I guess what I'm trying to do is point out the absurdity of giving religious organizations tax exemption status which causes citizens to make up the difference despite these organizations collecting money from many of those same citizens! And since it hasn't been scrutinized legitimately as of yet, what better way to point out the absurdity of it than to gather all atheists together in an organization (I think to be recognized as a religion and receive tax exempt status a membership number requirement has to be met) and achieve tax-exempt status alongside religions.

I'll be the first to admit I resort to extreme actions rather than subtlety and this may fall into that category however I don't think on this issue, subtlety has gotten anyone anywhere and I really, really, really, despise paying extra taxes for religions I don't belong to.

To be clear: paying unemployment taxes even though I've never been unemployed I have no problem with. I like to hope it would be there for me should I face the misfortune of losing my job and I have no problem helping my fellow citizens who at this moment are not as fortunate as me.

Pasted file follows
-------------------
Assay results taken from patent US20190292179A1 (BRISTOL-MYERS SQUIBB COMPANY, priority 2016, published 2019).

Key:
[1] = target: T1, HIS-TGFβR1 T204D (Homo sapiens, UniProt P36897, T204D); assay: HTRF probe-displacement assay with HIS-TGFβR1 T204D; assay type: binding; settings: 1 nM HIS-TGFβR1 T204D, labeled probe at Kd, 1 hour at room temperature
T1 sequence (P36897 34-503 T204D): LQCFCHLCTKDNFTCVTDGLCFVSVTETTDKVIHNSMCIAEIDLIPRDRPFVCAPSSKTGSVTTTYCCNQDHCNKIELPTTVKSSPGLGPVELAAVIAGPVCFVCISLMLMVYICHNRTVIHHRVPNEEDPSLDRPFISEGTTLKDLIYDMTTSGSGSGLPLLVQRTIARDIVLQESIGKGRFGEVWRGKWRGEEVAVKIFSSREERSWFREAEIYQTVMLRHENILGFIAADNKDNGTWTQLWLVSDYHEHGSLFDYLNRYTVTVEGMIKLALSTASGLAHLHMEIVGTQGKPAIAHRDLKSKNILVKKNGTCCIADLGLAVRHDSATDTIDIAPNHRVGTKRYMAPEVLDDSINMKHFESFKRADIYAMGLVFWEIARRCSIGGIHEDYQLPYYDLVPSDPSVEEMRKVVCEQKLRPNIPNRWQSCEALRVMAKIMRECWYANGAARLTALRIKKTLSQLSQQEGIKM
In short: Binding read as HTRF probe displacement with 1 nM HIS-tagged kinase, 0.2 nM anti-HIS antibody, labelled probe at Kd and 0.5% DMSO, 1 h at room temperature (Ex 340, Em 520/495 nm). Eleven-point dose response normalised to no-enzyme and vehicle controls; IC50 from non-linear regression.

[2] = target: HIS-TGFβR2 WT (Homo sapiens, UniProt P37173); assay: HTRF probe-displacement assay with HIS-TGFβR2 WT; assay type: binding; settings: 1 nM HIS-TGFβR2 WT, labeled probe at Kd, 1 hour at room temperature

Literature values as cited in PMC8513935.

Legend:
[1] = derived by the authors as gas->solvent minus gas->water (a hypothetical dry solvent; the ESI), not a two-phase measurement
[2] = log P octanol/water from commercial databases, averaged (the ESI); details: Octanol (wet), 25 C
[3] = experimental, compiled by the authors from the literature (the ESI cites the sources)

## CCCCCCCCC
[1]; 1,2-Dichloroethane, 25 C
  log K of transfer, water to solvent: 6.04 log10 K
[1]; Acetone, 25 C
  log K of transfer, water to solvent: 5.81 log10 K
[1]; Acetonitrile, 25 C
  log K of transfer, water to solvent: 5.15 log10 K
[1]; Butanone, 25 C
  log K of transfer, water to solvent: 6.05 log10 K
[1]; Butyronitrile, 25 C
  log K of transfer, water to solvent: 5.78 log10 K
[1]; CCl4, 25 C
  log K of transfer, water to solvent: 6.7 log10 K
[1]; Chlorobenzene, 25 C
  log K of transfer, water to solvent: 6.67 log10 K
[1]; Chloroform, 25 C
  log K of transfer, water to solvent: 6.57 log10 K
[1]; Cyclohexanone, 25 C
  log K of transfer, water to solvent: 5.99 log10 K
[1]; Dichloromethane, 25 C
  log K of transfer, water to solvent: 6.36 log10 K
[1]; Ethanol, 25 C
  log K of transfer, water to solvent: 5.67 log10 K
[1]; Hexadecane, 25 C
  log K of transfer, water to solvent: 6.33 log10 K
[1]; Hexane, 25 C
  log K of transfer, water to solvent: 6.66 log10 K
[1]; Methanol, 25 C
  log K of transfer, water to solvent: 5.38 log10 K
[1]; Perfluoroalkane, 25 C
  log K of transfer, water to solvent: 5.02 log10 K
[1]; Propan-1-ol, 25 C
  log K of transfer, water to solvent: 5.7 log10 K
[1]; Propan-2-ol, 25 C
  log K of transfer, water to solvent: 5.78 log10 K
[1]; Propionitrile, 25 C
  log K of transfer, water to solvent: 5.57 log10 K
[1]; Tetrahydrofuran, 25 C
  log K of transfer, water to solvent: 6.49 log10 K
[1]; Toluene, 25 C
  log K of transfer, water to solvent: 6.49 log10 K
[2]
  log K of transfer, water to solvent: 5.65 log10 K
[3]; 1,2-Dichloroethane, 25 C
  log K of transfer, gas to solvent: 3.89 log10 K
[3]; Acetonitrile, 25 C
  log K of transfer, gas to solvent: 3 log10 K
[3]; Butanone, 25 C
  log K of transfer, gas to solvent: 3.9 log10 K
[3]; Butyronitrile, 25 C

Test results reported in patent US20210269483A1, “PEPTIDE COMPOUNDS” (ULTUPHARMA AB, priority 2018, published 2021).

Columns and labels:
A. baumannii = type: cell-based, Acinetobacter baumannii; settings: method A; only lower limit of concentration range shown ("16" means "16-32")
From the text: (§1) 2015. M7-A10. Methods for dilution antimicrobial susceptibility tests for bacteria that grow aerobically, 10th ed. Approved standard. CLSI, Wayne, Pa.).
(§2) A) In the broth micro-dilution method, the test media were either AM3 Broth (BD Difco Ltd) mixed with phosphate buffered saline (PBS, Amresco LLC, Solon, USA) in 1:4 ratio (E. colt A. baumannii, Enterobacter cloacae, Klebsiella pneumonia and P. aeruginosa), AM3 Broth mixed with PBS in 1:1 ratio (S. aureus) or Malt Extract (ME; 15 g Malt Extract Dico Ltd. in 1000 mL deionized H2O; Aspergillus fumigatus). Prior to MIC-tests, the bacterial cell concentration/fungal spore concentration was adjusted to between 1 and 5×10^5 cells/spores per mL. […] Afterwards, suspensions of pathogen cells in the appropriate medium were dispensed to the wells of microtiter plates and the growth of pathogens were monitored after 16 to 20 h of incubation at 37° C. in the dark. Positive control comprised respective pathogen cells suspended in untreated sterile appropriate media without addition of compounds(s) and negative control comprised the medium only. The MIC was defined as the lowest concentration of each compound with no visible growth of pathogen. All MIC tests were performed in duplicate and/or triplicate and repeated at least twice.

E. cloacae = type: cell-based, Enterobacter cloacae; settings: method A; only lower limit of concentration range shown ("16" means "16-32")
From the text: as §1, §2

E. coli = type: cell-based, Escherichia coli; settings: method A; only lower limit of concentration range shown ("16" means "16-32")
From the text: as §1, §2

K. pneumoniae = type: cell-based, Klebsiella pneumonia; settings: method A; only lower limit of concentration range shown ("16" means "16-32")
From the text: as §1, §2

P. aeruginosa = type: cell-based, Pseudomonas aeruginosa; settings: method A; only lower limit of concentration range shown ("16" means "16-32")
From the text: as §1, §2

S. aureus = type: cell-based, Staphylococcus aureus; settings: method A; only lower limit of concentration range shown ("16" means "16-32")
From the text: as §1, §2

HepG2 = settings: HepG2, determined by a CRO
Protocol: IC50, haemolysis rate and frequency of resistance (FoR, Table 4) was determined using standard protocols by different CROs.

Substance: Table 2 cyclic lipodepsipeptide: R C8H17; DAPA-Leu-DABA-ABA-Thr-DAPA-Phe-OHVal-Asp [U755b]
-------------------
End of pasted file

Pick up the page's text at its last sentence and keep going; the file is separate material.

Also had no problem paying property taxes which went to local education when I did not have a child because I wanted there to be good funding when I did decide to have children.

But paying extra taxes to make up for religious organizations that are exempt? I don't abide by that.
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17-03-2011, 02:08 PM
RE: Atheism and Taxes
Quote:And since it hasn't been scrutinized legitimately as of yet, what better way to point out the absurdity of it than to gather all atheists together in an organization (I think to be recognized as a religion and receive tax exempt status a membership number requirement has to be met) and achieve tax-exempt status alongside religions.
But an atheist organization could not be recognized as a religion since it's not a religion. I think the better thing to do would be to get tax exempt status for the Church of the Flying Spaghetti Monster. That'd be fun.

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17-03-2011, 02:14 PM
RE: Atheism and Taxes
Hey, SANSD8TY.

Well things don't change just cause you want them to. Religious organisations have had long and evolving relationships with states. This is where that evolution has led. Despite what problems people might perceive, religious organisations are an important and integrated part of life within the state. Separation of church and state is about eliminating religious control of the state, not telling religions that they're not allowed having a relationship with the state. I have a relationship with my bank, doesn't mean I run it.